Using a combination of random selection and multiple choice questions, 26 contestants are selected for the podium, from which only one will progress to the Deal Round. In this round, the ... See full summary »
Using a combination of random selection and multiple choice questions, 26 contestants are selected for the podium, from which only one will progress to the Deal Round. In this round, the contestant selects one briefcase from 26, and the amount of money in their chosen briefcase is revealed through a process of elimination, by first opening up the other 25 briefcases. As each briefcase is selected, the podium player with that briefcase guesses what amount is in it, winning money if their guess is correct. From time to time, the bank will make offers to buy the contestant's briefcase. When each offer comes in, the contestant has to make one decision - Deal or No Deal. Written by
Additions to the game in 2004 included Megaguesses (random opportunities for podium players to win more money if they correctly guess what is in their briefcase), the Supercase (one of eight amounts ranging from 50 cents to $30,000 would sometimes be offered to a contestant who has taken a deal) and a Second Chance (an opportunity for a contestant to relinquish a deal they had previously accepted and take the amount in their briefcase - whenever it was offered, the chance of this amount being higher than the deal was fifty-fifty) See more »
The 5:30pm time slot has been filled with a game show for as long as I can remember. But, in this pre-dinner after-work time, light entertainment has to be the main purpose of the show - recall the disastrous short season of Who Wants to Be a Millionaire at 5:30 on channel 9. As such, a good host is the key to success. Channel 7 was for so long unable to compete with Channel 7 - I cannot even remember who hosted Wheel of Fortune, but they were certainly nowhere near as enjoyable as John Burgess or Larry Emdur.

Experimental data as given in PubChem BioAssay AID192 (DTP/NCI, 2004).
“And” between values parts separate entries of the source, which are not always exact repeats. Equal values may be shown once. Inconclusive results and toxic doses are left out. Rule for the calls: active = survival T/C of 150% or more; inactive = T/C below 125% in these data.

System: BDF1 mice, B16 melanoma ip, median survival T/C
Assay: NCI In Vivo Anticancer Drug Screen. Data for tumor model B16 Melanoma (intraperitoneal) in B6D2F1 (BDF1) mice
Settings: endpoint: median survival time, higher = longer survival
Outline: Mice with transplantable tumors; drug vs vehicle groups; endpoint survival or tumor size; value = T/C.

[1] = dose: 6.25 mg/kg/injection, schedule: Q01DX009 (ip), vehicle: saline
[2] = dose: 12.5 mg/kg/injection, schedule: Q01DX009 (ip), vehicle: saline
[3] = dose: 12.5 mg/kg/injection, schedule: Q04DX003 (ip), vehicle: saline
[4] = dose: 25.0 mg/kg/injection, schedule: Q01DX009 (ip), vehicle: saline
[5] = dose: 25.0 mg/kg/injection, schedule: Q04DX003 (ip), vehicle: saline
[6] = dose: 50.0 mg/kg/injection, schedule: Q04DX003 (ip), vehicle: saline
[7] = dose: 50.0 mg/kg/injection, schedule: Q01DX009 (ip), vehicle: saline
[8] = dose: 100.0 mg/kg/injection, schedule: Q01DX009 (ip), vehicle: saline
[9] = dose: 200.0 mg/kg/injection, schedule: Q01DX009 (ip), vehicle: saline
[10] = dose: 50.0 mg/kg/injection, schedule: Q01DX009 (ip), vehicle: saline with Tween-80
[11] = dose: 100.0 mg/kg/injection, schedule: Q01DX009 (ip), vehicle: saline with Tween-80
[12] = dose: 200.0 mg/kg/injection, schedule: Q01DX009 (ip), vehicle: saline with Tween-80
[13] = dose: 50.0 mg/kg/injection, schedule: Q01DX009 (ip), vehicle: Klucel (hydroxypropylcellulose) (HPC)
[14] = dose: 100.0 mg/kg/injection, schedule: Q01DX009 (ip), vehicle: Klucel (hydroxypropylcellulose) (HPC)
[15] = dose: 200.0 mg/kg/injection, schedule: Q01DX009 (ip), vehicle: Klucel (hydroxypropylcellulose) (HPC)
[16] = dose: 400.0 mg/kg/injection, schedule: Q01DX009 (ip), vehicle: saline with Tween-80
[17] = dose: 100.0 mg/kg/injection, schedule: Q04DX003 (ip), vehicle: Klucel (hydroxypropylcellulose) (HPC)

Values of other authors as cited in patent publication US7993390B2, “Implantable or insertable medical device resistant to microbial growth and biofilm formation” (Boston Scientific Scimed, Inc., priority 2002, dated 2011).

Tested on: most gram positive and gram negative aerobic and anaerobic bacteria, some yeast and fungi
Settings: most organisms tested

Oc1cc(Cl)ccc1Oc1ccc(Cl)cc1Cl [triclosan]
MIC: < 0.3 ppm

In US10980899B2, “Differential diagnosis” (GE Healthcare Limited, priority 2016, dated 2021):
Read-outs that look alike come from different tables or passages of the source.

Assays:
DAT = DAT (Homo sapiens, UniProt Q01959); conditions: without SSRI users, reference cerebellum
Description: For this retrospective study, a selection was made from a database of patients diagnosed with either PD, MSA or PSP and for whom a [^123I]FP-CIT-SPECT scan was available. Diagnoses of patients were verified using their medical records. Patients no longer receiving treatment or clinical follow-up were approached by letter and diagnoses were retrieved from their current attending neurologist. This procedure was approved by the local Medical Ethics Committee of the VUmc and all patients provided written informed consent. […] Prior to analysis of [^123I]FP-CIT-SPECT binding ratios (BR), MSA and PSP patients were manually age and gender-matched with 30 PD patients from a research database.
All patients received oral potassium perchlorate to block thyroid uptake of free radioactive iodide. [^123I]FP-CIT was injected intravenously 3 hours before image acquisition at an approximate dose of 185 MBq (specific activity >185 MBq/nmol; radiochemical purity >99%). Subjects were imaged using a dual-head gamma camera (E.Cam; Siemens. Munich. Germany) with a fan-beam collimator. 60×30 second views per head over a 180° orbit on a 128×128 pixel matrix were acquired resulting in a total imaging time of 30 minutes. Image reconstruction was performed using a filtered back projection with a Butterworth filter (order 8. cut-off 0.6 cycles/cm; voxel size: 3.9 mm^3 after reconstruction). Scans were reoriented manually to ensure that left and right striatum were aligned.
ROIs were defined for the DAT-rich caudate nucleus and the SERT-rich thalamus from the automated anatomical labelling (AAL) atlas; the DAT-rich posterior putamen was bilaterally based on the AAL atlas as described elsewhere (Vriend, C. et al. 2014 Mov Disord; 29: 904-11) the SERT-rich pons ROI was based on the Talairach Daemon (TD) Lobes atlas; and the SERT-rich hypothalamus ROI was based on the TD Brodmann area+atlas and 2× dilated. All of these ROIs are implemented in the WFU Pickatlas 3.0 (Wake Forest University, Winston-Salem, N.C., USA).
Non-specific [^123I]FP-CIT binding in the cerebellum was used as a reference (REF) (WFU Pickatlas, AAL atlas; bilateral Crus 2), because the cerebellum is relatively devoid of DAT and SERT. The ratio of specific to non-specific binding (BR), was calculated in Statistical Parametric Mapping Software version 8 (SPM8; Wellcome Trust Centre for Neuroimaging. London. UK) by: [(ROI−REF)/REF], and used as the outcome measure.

Enter Andrew O'Keefe. People didn't enjoy watching him in an hour-long show after dinner on a Sunday night - nobody's been at work on Sunday, and they wouldn't mind exercising their minds a bit. But then they slotted him into the 5:30 time slot, and wonderful things began to happen.
People either love him or hate him. I fall under the former category. His quirky, loud and friendly style of hosting has allowed him to control Deal or No Deal audiences and contestants alike, producing the ultimate light entertainment show. Furthermore, over the two years of the 5:30 version of the show, we have seen it morph into his image - most noticeable was the personification of the anonymous "bank" into the evil miser Walter P. Smythe.
O'Keefe has achieved three things in his time at Deal or No Deal. Firstly, he has catapulted himself into the limelight as Channel 7's most entertaining personality, having since appeared in the three-network tsunami telethon and the celebrity spelling bee with positive results. Secondly, he has temporarily halted the career of Larry Emdur - they tried to alter the Price Is Right to make it more like Deal or No Deal, not realising that O'Keefe was the problem, and that Larry simply couldn't out-charm him; Channel 9 is now going to try to win back audiences with Bert Newton, and as charismatic as he is, I cannot see Bert pulling in the younger crowd. Thirdly, he helped the world see how powerful a show Deal or No Deal can be, given the right host; we have since seen versions premiere successfully in the US and UK, but only after O'Keefe and Australia spent two years putting in the ground work.
The actual 'game' part of the game show is irrelevant; I get my 'game' show from Temptation and Jeopardy! (from the US). Deal or No Deal gives us the 'show' part of game show, and for that it receives 9/10.
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